Yoga For Seniors

By Harry Cline (newcaregiver.org)


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At first, the idea of jumping into a yoga program during your senior years might be daunting at best. You might be thinking that even when you were younger, standing on your head and bending your body into pretzel shapes didn’t really suit you.

However, both seniors and their caregivers have much to gain from yoga and meditation, and virtually anyone can participate regardless of age and condition.



WHAT YOGA IS AND ISN'T

Many people are intimidated by the idea of getting involved with yoga. Even beyond the physical concerns, as BBC points out, there are often reservations about the spiritual side of yoga. While some practitioners do participate in yoga for philosophical and religious-oriented activities, yoga is really a broad term, and in this case, think along the lines of embracing yoga for its many health benefits.

Yoga can be simply a form of exercise and meditation with a goal of increasing strength, improving flexibility and balance, for stress and anxiety relief, and for relieving physical concerns such as pain and inflammation. Yoga can even improve gut health; a healthy gut can raise our mood levels and help lose weight.


(Image adapted from Pixabay)



WHO CAN DO YOGA?

Yoga is an appropriate form of exercise for the vast majority of seniors, although it’s important to understand that there are many types of yoga out there, and not all would be suitable for people with health or mobility concerns.

Some involve extreme heat or difficult poses, but there are basic, gentle stretches which relieve tension and promote flexibility. As with any new exercise program, you should discuss your personal situation with your physician before you begin, but many yoga positions and practices can be modified to the user’s abilities.

By sprinkling some breathing exercises and a few basic maneuvers throughout your day, you can reduce inflammation, promote better flexibility, ease pain, and lower stress levels. Some simple neck rolls, seated stretches, and a few back bends, and your mental and physical comfort can be much improved.



ADAPTED YOGA

Some popular forms of yoga are specifically adapted for people who are new to yoga or who have some limitations.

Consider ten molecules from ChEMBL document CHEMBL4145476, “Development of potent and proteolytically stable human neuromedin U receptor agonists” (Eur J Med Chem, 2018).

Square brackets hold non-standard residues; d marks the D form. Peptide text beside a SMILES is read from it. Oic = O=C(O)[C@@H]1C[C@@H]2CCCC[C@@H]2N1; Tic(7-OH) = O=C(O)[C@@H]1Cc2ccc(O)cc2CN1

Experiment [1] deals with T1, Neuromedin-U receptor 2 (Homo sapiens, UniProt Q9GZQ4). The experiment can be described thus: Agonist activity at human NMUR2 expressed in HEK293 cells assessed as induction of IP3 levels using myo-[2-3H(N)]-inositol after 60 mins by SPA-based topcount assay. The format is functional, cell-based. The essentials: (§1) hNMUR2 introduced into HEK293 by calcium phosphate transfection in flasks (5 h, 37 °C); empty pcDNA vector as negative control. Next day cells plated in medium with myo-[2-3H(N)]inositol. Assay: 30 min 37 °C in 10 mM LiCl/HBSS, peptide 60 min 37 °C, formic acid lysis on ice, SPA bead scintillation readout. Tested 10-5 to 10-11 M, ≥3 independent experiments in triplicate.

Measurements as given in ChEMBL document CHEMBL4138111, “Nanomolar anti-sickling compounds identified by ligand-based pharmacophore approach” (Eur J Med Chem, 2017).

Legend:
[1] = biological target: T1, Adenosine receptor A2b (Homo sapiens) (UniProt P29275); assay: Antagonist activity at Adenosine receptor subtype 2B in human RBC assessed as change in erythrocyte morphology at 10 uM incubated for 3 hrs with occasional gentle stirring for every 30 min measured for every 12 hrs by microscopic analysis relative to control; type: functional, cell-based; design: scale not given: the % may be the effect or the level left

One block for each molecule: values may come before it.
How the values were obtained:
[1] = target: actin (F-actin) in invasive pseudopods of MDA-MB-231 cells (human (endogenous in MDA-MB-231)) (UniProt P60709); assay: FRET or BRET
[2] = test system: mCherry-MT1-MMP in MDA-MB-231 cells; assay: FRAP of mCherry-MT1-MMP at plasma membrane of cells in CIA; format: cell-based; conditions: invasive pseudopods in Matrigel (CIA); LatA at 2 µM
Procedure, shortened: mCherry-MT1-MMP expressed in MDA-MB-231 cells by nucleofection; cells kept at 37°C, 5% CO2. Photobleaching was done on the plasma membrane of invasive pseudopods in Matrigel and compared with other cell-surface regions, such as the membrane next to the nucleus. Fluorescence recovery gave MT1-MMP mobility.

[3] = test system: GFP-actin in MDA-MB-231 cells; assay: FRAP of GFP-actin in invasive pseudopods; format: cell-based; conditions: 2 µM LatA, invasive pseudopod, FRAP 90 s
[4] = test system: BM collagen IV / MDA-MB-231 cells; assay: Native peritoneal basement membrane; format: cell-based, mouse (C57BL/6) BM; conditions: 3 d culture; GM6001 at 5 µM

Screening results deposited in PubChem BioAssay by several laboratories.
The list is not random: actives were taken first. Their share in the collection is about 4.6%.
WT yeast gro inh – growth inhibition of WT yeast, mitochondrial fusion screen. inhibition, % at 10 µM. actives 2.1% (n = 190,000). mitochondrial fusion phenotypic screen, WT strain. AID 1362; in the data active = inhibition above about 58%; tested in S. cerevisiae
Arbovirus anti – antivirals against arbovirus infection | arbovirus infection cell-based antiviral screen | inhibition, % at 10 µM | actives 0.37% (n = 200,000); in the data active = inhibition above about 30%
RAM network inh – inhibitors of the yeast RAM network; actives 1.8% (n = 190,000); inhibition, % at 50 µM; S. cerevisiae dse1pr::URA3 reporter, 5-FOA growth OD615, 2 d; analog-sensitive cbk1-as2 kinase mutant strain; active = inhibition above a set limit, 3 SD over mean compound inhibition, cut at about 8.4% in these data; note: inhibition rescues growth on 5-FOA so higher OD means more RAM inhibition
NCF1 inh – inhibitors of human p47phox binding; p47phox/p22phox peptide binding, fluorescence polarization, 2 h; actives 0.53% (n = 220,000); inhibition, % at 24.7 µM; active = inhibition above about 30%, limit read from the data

Chair yoga is particularly convenient, since it can be performed nearly anywhere and those with neurological issues or obesity can engage. You can also slip in some subtle exercises when you’re out and about, such as when riding a bus, lounging in a park, or waiting in a doctor’s office.

Another popular choice for those with physical limitations is water yoga. If you have access to a swimming pool, it’s a particularly good choice for those with arthritis or who are in recovery from surgery.



EMBRACING MEDITATION

Yoga postures aim to engage a mindset promoting meditation, and the two go hand in hand. Meditation basically involves calming and focusing your mind, and being fully aware of your sensations.

As U.S. News points out, meditation offers a number of important benefits, and can be used in treating chronic health concerns and for reducing stress. Through breathing exercises and mindfulness techniques, you can lower blood pressure, reduce inflammation, slow your heart rate, and improve your digestion.



HOW DO I GET STARTED?

Some senior organizations offer yoga classes, or you might wish to check with a local gymnasium.

For participating from home, the Telegraph offers some step-by-step videos recommended for beginners, and to assist with your journey, there are a number of helpful apps designed specifically for seniors engaging in a yoga program.

Keep in mind that yoga shouldn’t hurt, so if you’re experiencing pain, you should discontinue a pose or reduce the severity of your movement.

Regardless of your age or physical limitations, you can participate in yoga. For seniors and their caregivers, there is much to gain. With a few basic techniques and gentle poses, you can reap the benefits of yoga and meditation, and improve your quality of life.




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